It’s not as if the Torah didn’t know about jails. It mandates detention for some but only before trial or eventual punishment. Joseph languishes for years in Pharaoh’s dungeon. But Torah envisions a system of justice founded on a radically new vision of human nature, one that newly freed slaves might especially appreciate. Jail takes away the most basic right to freedom while nurturing the evil instinct for revenge. Jailing the guilty, as much as we dress it up as constructive, is fundamentally punitive, retaliatory, and hopeless. If the body remains free in society, without coercion the soul can learn to choose good over evil.

The Lubavitcher Rebbe zt’l advocated for national prison reform in America impelled by this insight. Justice succeeds only when it has a chance to rehabilitate the individual soul. After all, what a waste of time to rot in jail like Joseph when we can work to bring this world closer to the next.

 

Rabbi Nicole Guzik, Sinai Temple

Many of us use the words guilt and shame interchangeably. They are actually very different concepts. Guilt is the emotion we feel when we perceive we have done something wrong. When we treat someone improperly. Guilt is something we put on ourselves.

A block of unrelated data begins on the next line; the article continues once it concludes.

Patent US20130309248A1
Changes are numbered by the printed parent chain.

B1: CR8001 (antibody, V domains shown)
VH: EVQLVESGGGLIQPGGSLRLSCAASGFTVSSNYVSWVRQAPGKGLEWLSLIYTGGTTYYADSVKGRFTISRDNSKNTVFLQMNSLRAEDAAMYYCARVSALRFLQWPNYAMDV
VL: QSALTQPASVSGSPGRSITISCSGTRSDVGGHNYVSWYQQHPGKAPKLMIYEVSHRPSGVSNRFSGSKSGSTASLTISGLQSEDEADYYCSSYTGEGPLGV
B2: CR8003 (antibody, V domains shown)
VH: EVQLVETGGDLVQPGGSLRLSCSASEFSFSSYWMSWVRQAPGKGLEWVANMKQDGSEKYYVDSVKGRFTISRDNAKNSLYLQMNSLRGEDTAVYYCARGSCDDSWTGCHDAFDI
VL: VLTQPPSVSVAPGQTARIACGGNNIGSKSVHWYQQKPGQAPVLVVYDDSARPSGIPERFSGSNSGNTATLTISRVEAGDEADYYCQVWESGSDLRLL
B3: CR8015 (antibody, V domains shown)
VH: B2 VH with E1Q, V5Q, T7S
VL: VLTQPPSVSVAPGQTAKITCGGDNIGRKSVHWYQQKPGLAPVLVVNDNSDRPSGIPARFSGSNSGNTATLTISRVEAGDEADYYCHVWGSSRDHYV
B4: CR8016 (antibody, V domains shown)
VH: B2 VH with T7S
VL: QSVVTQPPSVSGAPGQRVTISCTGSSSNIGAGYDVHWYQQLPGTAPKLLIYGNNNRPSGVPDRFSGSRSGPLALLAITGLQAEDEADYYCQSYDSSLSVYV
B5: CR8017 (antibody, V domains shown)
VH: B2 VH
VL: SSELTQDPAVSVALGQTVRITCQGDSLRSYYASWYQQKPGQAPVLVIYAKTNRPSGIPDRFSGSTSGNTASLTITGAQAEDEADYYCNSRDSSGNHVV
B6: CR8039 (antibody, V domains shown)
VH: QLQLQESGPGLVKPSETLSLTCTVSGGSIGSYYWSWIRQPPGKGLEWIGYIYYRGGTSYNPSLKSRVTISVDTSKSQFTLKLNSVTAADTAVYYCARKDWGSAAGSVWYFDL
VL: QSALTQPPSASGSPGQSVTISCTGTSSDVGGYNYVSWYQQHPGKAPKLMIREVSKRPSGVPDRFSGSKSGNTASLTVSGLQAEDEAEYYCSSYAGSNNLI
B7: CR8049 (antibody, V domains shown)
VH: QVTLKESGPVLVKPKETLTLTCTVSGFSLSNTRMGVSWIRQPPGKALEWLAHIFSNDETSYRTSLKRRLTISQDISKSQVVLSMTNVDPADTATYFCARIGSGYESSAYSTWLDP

Shame is the emotion we feel when someone else determines we have done something wrong and leads us to see a lesser version of ourselves. Shame often occurs when we are nudged into a corner, causing us to feel inadequate, powerless, small.

It is easy to see where the two concepts blur. And yet, sometimes, feeling guilty can be healthy. A guilty conscience may encourage someone to choose a wiser path. But a shameful persona encourages inward burrowing, dissociation from reality, the creation of thick walls that prevent discovery, revelation, understanding and growth.

Interestingly, the Torah in this context speaks about the self-realization of one’s mistakes. Recognizing the distancing a person causes between themselves, God, and others when they enact a wrongdoing. A distancing that is repaired when the person analyzes their behavior and knows they have tripped somewhere along the way. A conclusion that involves both soulful introspection and remorse.